Happy and healthy and brimming with confidence and ambition? Keep doing what you’re doing. Not happy with how strong and healthy you are currently? It’s time to change a few things about your life while realizing that aiming for a normal body is perfectly fine. As long as you’re not chasing after impossibly high standards that are pumped full of fakeness and plastered on your social media feed, you’ll be just fine. Do it for you, not because someone with great Photoshop skills convinced you to.



Things that are normal - body rolls, scarred skin, wobbly arms, tummy pooch while sitting, weight fluctuations, feeling sick some days for no reason, acne, strawberry legs, double chins, short torsos, wide feet, loose skin, stretch marks...and the list goes on!

inspoandco Report

See Also on Bored Panda

"The body-positive movement is specifically for people who have marginalized bodies. But I do feel like there's some space to give women with 'normal bodies' more of a voice,” Zazon told Shape. "I've lived in so many different bodies throughout my life. This movement is my way of reminding women that you're allowed to show up as you are. You don't have to fit into a mold or category to feel comfortable and confident in your skin. All bodies are 'normal' bodies."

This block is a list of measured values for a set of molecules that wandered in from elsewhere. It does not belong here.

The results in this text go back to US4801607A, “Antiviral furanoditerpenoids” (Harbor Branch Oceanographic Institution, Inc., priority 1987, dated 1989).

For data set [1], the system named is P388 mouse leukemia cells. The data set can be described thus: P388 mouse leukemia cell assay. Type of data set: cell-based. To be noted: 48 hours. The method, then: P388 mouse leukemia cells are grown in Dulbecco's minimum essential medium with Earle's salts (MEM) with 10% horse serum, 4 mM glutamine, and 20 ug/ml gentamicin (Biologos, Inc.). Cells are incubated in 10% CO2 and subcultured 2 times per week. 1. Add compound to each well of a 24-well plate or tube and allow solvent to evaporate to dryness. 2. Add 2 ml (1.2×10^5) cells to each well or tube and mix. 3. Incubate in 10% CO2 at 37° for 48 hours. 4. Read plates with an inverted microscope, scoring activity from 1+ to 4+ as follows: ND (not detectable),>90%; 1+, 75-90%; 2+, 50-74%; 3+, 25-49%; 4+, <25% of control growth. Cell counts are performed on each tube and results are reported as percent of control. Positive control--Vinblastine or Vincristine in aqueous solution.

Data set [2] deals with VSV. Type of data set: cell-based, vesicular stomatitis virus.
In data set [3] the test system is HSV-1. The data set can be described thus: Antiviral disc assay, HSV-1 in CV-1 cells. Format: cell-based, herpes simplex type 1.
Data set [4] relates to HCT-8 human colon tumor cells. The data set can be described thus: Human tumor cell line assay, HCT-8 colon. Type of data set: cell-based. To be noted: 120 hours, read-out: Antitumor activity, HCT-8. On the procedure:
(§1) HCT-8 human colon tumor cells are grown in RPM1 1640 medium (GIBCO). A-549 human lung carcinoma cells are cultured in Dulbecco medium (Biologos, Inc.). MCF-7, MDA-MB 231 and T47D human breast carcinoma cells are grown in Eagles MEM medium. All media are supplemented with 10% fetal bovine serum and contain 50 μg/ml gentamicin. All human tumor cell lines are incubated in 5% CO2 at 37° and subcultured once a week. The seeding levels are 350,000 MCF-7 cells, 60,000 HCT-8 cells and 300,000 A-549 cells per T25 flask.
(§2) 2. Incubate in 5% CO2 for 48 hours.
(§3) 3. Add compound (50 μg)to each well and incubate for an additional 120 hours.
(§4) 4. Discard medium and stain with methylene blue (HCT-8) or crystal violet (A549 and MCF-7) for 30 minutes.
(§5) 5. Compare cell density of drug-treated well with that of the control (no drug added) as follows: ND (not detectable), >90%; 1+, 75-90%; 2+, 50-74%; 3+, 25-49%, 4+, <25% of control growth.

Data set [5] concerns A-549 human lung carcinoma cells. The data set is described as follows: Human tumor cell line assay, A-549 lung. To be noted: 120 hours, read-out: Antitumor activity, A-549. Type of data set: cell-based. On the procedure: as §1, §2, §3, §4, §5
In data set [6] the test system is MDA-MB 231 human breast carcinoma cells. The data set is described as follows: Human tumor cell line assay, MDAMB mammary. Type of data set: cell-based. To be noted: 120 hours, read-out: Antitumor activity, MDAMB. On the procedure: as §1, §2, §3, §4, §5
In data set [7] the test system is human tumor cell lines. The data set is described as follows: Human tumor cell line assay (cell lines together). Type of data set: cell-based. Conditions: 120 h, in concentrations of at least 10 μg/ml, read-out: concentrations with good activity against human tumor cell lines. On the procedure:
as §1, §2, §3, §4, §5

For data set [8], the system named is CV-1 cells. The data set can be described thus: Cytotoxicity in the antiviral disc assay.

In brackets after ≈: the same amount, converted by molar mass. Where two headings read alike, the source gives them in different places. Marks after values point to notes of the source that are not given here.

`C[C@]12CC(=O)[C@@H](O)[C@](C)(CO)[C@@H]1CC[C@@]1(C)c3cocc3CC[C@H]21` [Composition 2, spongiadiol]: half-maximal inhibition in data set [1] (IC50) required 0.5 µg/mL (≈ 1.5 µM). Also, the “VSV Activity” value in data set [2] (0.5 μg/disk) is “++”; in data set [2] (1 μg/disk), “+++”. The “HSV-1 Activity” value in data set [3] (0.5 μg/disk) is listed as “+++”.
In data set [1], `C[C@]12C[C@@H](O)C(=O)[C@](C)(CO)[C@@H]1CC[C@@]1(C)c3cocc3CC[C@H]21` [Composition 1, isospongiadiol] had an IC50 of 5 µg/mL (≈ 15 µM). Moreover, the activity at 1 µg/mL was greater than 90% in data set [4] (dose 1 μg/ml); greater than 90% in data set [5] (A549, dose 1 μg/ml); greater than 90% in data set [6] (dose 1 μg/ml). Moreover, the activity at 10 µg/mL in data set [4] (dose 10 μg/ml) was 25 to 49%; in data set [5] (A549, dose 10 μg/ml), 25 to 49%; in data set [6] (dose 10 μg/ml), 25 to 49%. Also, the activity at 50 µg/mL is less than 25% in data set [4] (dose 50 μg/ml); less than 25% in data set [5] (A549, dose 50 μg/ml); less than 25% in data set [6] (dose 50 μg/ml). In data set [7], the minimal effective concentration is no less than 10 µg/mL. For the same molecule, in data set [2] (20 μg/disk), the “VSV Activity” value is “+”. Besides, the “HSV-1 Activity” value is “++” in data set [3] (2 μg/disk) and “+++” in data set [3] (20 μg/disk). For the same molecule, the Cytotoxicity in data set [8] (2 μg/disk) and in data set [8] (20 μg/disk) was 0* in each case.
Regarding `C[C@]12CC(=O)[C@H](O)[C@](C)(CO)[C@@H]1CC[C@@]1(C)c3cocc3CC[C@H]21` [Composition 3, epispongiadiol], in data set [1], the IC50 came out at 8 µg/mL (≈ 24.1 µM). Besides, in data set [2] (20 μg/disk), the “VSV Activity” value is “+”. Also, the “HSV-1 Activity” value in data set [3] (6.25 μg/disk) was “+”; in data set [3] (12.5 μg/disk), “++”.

Learning to love myself has been a journey. I think it will always be - especially as a women and a mother. Your body stretches and grows and often we get busy taking care of everyone else and forget about making sure we are are carving out time for us - hence why my morning routine and nightly ritual are so key. If your body doesn't look like the standard you are use to seeing I am here to say wear the suit, post the picture and let's change the convo. This past summer I rocked the suit and made the most epic memories with my kids. It was the best summer we had - not because of my weight but because I had powerful thoughts about my healthy strong body. ⁠

thejessicajanzen Report



Social media IS NOT real - even when it comes to SITTING DOWN.
Just check out these three popular INSTA-POSES. And if you’re feeling brave, try the first one. I dare you. It took me 10 minutes and lots of falling to figure it out . Today I just wanted to remind you gals how filtered this online world is. How casual poses are rarely actually RELAXED. And how you’re GREAT exactly as you are.